Quiet River (2014)

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Quiet River: Directed by Polly Schattel. With Rae Becka, Caleb Burress, Lauren Fortuna, Bryan Marshall. When a recently divorced woman returns to the Appalachian mountains of her youth, she learns that her brilliant but troubled brother is implicated in an act of radical Eco-terrorism. As her own life falls apart, she works to uncover the dark truth at the heart of the matter — and learns that blood is sometimes no thicker than water.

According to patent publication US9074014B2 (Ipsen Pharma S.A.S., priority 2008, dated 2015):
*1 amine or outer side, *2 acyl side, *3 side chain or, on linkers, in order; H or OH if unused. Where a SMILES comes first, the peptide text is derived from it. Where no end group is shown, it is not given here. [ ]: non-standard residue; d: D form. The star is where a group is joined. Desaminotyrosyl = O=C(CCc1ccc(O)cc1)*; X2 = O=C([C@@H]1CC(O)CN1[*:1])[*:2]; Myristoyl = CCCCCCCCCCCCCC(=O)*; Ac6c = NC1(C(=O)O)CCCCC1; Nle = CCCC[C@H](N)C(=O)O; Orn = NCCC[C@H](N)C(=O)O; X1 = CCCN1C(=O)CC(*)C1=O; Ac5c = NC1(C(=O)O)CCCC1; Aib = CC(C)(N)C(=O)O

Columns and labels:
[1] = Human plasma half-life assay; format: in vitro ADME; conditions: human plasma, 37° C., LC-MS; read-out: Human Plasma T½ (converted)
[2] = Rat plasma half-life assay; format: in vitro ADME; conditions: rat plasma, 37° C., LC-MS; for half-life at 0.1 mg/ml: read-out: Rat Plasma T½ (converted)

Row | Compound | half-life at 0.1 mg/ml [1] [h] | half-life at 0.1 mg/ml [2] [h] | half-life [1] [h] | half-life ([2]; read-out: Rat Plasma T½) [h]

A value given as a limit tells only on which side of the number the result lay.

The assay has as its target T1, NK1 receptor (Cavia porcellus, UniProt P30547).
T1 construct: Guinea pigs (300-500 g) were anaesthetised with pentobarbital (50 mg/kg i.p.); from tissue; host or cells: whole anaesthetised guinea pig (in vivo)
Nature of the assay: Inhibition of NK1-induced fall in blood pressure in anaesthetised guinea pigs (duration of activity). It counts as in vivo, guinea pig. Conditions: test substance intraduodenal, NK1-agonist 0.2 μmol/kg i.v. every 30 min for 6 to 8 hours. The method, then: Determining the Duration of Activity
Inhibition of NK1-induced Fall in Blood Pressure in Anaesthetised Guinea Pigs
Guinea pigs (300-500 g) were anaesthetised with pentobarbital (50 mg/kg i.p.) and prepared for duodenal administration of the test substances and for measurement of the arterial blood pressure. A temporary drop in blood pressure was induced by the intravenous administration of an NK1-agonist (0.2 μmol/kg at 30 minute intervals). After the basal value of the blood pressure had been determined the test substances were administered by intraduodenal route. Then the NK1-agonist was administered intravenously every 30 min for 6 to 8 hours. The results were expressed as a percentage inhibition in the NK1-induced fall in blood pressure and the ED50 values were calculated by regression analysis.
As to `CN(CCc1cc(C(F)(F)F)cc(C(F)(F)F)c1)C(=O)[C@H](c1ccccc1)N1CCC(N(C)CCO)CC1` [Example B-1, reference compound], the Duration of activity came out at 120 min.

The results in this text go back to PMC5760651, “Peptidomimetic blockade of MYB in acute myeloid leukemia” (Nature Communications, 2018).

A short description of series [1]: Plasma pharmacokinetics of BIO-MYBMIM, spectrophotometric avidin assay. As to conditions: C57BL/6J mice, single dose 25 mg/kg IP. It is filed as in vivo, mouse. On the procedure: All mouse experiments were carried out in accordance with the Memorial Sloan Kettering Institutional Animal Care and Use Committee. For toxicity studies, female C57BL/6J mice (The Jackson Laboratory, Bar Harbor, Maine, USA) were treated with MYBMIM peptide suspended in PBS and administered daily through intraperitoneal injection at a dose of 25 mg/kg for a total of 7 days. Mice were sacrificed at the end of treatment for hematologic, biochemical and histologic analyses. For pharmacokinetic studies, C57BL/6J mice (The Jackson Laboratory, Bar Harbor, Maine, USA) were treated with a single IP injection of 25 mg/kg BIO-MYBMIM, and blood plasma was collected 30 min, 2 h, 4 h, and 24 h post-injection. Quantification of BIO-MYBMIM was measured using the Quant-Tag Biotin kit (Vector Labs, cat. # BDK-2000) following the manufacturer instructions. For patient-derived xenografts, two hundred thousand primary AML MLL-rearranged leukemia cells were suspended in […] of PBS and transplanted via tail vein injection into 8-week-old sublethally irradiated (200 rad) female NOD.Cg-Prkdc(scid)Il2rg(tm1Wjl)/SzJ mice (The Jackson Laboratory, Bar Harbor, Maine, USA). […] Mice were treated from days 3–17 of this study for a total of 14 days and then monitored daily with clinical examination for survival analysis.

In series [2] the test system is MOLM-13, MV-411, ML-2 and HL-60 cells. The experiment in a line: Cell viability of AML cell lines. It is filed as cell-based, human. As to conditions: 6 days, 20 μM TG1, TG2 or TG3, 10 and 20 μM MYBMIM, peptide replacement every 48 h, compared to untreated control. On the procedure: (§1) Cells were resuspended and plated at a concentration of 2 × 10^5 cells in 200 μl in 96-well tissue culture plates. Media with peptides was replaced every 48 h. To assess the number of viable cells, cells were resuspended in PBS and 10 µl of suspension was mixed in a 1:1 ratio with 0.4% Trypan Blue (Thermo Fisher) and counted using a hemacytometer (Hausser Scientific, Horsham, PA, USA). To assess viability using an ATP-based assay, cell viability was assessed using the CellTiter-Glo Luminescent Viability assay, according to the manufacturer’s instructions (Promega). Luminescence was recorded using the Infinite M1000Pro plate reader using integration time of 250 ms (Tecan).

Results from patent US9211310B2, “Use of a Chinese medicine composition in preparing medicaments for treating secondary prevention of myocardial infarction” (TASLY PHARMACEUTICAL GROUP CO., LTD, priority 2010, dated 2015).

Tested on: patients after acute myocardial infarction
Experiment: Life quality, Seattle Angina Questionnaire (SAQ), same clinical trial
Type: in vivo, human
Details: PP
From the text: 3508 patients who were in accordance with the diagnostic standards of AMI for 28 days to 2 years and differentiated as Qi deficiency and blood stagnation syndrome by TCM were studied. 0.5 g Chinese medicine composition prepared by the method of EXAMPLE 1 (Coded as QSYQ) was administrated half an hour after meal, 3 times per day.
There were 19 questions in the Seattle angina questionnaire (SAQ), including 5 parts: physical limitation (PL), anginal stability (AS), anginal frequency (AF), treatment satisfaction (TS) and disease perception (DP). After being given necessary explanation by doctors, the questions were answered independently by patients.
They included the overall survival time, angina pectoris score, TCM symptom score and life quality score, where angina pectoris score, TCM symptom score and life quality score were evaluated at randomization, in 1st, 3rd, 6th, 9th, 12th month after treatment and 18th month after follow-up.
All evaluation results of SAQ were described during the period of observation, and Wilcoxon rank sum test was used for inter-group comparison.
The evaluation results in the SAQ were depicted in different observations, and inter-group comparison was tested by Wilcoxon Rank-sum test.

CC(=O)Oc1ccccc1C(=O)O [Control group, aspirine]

“The plot is mildly interesting, but simple. Perhaps too simple for the screenwriters to adequately explore and present. Itu0026#39;s almost as if it was made up by the crew as they shot it. Disjointed in places; some sequential scenes didnu0026#39;t abut each other sensibly. Some scenes are poorly designed or lazily monitored, such as when the grandfather clocku0026#39;s chiming is left in the scene at the neighboru0026#39;s house; if not kiboshed by the director at shooting, at least editing shouldu0026#39;ve pointed it out later and instigated a reshoot. It totally interrupts and derails the dialogue between actresses Rebecca and Lauren.u003cbr/u003eu003cbr/u003eMost annoying was the main characteru0026#39;s stumbling dialogue. Too much of my time frittered away with the camera on Claire (actress Rebecca) and waiting for her to assemble a complete thought and put together a concise statement or question. Drove me nuts. Instead of her saying the obvious, we are left aching while her mind stalls for repeated eternities. I place more of this on the direction than on the actress, but it felt like both hold some responsibility… perhaps itu0026#39;s unfettered overacting, trying to demonstrate with the face what they thought was taught in acting class, but that shouldu0026#39;ve simply been forthcoming with words.u003cbr/u003eu003cbr/u003eExcept for the fact that Iu0026#39;ve seen worse movies, Iu0026#39;d have given this only one star.”


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